Finding HMS Investigator at the 1891 Royal Naval Exhibition


The story of HMS Investigator was very nearly a tragedy on the scale of the Franklin Expedition it had been sent to find.

Were it not for Lieutenant Bedford Pim of HMS Resolute, more than 60 officers and men would probably have died, and the ship herself may never have been found.


Investigator was abandoned in Mercy Bay, Banks Island, on 3rd June 1853.  This dramatic moment was recreated with scale models at the 1891 Royal Naval Expedition, and a photograph of it was later sold as a magic lantern slide:

(Please click for full size version)

The Investigator panorama was built inside a structure designed to look like an iceberg. There are two polar bears prowling above the entrance. 

Iceberg exterior, Royal Naval Exhibition of 1891 in London.
Iceberg exterior, Royal Naval Exhibition of 1891 in London. Copyright: Alamy.

The sign on the side is a Royal endorsement: Queen Victoria and Prince Edward visited it twice.

An excerpt from the catalogue of the Royal Naval Exhibition


She was Clyde-built, by Scott’s of Greenock, as a merchant ship.

HMS Investigator enters the story of the Franklin Expedition in 1848, when she sailed to the Arctic alongside HMS Enterprise in the search commanded by James Clark Ross. But this expedition was unsuccessful and returned after only one year.


She was dispatched once again in December 1849, this time under the command of Robert McClure.

Robert McClure by James Scott, published by Henry Graves & Co, after Stephen Pearce mezzotint, published 15 February 1856.
Robert McClure by James Scott, published by Henry Graves & Co, after Stephen Pearce; mezzotint, published 15 February 1856 (1855). NPG D38113

His orders were to penetrate the North-West Passage from the west, via the Bering Strait.

Other Royal Navy vessels would be searching for Sir John Franklin’s ships, HMS Erebus and HMS Terror from the more familiar east to west approach.

But McClure found his path blocked by ice. He eventually anchored Investigator on the north-east of Banks Island in the Northwest Territories – and he called this place Mercy Bay.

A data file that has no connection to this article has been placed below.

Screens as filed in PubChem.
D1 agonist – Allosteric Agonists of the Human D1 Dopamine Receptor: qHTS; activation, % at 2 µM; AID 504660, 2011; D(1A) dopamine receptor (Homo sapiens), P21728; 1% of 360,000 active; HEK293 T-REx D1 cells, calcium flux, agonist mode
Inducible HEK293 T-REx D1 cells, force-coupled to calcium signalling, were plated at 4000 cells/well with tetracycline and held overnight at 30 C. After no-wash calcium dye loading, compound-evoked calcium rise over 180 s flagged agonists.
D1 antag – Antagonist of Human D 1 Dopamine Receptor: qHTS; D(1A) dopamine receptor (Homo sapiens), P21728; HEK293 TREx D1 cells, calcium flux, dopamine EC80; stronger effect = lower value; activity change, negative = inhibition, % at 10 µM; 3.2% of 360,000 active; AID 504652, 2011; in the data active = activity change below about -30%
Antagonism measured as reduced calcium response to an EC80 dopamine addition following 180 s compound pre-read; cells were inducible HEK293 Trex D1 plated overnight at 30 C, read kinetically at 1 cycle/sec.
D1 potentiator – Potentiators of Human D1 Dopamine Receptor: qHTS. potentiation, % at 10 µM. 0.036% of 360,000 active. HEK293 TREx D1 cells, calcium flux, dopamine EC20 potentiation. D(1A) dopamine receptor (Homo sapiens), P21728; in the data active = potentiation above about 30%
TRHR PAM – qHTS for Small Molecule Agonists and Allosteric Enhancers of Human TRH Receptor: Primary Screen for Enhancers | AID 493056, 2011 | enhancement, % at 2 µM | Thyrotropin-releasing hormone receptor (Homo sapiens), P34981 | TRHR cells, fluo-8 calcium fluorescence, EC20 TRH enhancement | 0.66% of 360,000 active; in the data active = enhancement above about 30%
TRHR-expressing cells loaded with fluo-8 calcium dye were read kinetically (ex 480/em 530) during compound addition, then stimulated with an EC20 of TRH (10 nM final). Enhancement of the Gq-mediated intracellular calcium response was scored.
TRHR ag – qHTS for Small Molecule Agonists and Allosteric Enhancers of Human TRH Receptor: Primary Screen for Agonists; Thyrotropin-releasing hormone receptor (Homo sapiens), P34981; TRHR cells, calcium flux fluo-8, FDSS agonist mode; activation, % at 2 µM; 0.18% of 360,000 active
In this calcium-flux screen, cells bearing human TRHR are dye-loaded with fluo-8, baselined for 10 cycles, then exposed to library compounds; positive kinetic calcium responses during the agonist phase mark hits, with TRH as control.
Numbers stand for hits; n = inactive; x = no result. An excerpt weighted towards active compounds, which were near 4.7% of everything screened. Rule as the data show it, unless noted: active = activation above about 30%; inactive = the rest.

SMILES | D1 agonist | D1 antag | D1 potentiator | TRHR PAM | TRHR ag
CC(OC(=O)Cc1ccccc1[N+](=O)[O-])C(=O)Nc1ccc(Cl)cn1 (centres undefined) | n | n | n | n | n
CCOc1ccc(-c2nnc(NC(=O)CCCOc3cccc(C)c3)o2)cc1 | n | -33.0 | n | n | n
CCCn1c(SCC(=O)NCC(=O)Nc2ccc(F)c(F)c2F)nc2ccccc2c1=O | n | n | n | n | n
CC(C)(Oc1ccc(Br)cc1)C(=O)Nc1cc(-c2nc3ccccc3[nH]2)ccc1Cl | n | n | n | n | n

They would be frozen in here for three long years in increasingly bleak and difficult conditions. 

Investigator’s surgeon Alexander Armstrong later noted that “it would have been a mercy had we never entered it.”

Five men died, and the health of many others was wrecked by scurvy.

It’s an astonishing story and I won’t even try to tell it here: Glenn M. Stein‘s 2015 book, Discovering the North-West Passage, is recommended instead.


HMS Investigator would never leave Mercy Bay. Parks Canada found her in 2010, “sitting upright in silt” some eight metres below the surface. Her masts were gone, but she was otherwise in an excellent state of preservation. 

She has so many stories to tell us: I hope that underwater archaeologists will one day return to Mercy Bay and let those stories be heard.



Bernier, Marc-André – The wreck of HMS Investigator by Parks Canada (NAS Conference 2013)

Cohen. Andrew – Lost Beneath the Ice (2013)

HMS Investigator

Lewis-Jones, Huw W.G. – ‘Heroism displayed’: revisiting the Franklin Gallery at the Royal Naval Exhibition, 1891. Polar Record 41 (218) 185–203 (2005)

McClintock, Annette – The Story of the Franklin Search Illustrative of the Franklin Relics brought together and exhibited in the Royal Naval Exhibition 1891.

Stein, Glenn M. – Discovering the North-West Passage: The Four-Year Arctic Odyssey of HMS Investigator and the McClure Expedition (2015)


With thanks to Logan Zachary.

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